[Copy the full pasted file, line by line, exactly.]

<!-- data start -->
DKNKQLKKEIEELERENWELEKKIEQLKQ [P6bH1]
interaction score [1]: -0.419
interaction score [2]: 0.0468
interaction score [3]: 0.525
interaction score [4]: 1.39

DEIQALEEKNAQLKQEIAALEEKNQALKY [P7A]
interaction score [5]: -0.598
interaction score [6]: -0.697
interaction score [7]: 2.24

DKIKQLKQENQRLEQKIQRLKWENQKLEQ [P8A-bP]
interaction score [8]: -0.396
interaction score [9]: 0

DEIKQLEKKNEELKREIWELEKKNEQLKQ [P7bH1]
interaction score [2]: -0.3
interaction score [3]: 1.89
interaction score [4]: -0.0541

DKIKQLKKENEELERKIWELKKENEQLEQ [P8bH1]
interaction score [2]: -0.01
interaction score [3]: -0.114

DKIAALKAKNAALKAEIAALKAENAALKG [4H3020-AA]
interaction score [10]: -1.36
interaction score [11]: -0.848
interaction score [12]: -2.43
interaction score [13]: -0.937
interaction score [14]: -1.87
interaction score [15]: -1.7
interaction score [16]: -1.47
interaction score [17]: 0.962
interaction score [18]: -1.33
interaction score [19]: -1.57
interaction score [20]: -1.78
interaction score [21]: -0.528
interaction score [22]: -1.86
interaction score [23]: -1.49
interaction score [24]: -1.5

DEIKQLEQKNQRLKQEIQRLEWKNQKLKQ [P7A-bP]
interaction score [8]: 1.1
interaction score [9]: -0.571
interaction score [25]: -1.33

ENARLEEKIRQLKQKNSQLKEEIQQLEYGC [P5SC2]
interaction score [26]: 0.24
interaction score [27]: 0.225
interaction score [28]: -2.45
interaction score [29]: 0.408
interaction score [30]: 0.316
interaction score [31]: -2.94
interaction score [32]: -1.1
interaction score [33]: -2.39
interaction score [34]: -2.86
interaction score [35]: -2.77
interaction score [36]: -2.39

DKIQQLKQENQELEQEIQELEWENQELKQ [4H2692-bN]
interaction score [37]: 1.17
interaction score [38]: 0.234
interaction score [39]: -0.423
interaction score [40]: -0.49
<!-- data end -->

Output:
DKNKQLKKEIEELERENWELEKKIEQLKQ [P6bH1]
interaction score [1]: -0.419
interaction score [2]: 0.0468
interaction score [3]: 0.525
interaction score [4]: 1.39

DEIQALEEKNAQLKQEIAALEEKNQALKY [P7A]
interaction score [5]: -0.598
interaction score [6]: -0.697
interaction score [7]: 2.24

DKIKQLKQENQRLEQKIQRLKWENQKLEQ [P8A-bP]
interaction score [8]: -0.396
interaction score [9]: 0

DEIKQLEKKNEELKREIWELEKKNEQLKQ [P7bH1]
interaction score [2]: -0.3
interaction score [3]: 1.89
interaction score [4]: -0.0541

DKIKQLKKENEELERKIWELKKENEQLEQ [P8bH1]
interaction score [2]: -0.01
interaction score [3]: -0.114

DKIAALKAKNAALKAEIAALKAENAALKG [4H3020-AA]
interaction score [10]: -1.36
interaction score [11]: -0.848
interaction score [12]: -2.43
interaction score [13]: -0.937
interaction score [14]: -1.87
interaction score [15]: -1.7
interaction score [16]: -1.47
interaction score [17]: 0.962
interaction score [18]: -1.33
interaction score [19]: -1.57
interaction score [20]: -1.78
interaction score [21]: -0.528
interaction score [22]: -1.86
interaction score [23]: -1.49
interaction score [24]: -1.5

DEIKQLEQKNQRLKQEIQRLEWKNQKLKQ [P7A-bP]
interaction score [8]: 1.1
interaction score [9]: -0.571
interaction score [25]: -1.33

ENARLEEKIRQLKQKNSQLKEEIQQLEYGC [P5SC2]
interaction score [26]: 0.24
interaction score [27]: 0.225
interaction score [28]: -2.45
interaction score [29]: 0.408
interaction score [30]: 0.316
interaction score [31]: -2.94
interaction score [32]: -1.1
interaction score [33]: -2.39
interaction score [34]: -2.86
interaction score [35]: -2.77
interaction score [36]: -2.39

DKIQQLKQENQELEQEIQELEWENQELKQ [4H2692-bN]
interaction score [37]: 1.17
interaction score [38]: 0.234
interaction score [39]: -0.423
interaction score [40]: -0.49